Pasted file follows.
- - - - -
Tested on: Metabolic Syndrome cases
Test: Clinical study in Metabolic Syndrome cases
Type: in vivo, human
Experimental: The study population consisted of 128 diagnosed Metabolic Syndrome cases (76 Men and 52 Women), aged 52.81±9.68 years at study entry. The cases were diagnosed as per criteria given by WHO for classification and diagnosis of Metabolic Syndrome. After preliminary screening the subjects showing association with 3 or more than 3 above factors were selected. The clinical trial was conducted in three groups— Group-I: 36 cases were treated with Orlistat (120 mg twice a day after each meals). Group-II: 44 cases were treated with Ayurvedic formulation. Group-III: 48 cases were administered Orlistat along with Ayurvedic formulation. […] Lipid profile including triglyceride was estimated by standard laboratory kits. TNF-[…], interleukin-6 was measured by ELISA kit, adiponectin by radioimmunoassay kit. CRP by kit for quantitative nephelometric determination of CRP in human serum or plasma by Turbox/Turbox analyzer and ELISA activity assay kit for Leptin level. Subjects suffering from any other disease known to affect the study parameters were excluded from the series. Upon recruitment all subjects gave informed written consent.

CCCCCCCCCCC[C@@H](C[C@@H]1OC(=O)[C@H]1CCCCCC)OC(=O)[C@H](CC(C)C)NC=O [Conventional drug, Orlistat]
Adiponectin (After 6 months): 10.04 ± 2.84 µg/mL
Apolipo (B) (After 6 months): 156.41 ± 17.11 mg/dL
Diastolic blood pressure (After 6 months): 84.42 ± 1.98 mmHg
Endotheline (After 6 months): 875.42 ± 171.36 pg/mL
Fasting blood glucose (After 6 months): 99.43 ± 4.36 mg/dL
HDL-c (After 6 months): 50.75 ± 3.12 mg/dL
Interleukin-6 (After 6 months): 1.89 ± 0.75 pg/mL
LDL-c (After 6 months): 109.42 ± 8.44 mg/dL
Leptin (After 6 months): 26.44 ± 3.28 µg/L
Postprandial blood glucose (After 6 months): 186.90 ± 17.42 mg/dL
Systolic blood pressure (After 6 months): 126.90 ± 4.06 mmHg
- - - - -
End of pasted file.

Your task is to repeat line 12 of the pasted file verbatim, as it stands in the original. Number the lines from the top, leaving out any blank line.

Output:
Interleukin-6 (After 6 months): 1.89 ± 0.75 pg/mL